Despite accumulating evidence suggesting improvement in one's well-being as a result of meditation, little is known about if or how the brain and the periphery interact to produce these behavioral and mental changes. We hypothesize that meditation reflects changes in the neural representations of visceral activity, such as cardiac behavior, and investigated the integration of neural and visceral systems and the spontaneous whole brain spatiotemporal dynamics underlying traditional Tibetan Buddhist meditation. In a large cohort of long-term Tibetan Buddhist monk meditation practitioners, we found distinct transient modulations of the neural response to heartbeats in the default mode network (DMN), along with large-scale network reconfigurations in the gamma and theta bands of electroencephalography (EEG) activity induced by meditation. Additionally, temporal-frontal network connectivity in the EEG theta band was negatively correlated with the duration of meditation experience, and gamma oscillations were uniquely, directionally coupled to theta oscillations during meditation. Overall, these data suggest that the neural representation of cardiac activity in the DMN and large-scale spatiotemporal network integrations underlie the fundamental neural mechanism of meditation and further imply that meditation may utilize cortical plasticity, inducing both immediate and long-lasting changes in the intrinsic organization and activity of brain networks.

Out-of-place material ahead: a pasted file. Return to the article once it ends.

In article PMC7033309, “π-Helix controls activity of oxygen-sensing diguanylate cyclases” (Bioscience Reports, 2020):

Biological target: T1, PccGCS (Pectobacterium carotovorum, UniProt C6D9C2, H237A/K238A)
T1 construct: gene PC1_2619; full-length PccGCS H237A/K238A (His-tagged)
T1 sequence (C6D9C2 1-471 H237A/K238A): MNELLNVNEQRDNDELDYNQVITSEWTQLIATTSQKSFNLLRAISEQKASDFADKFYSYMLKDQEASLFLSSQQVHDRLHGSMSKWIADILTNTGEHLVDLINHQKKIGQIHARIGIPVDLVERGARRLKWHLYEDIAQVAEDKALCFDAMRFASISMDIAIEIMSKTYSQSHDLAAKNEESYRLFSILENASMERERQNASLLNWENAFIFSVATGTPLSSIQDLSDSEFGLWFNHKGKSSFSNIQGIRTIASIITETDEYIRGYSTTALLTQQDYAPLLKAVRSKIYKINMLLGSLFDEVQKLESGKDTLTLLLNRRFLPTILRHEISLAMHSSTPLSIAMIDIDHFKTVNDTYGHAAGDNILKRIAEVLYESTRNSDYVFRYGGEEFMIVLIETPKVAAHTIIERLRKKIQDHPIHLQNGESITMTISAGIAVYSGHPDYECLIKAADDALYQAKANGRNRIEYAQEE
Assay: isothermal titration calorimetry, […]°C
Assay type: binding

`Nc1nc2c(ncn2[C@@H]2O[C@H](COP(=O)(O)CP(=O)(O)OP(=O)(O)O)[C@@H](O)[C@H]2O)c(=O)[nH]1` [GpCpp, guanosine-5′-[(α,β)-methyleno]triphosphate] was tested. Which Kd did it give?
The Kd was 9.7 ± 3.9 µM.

Keywords: ECG; EEG; consciousness; default mode network; meditation; neurovisceral integration.
© The Author(s) 2019. Published by Oxford University Press.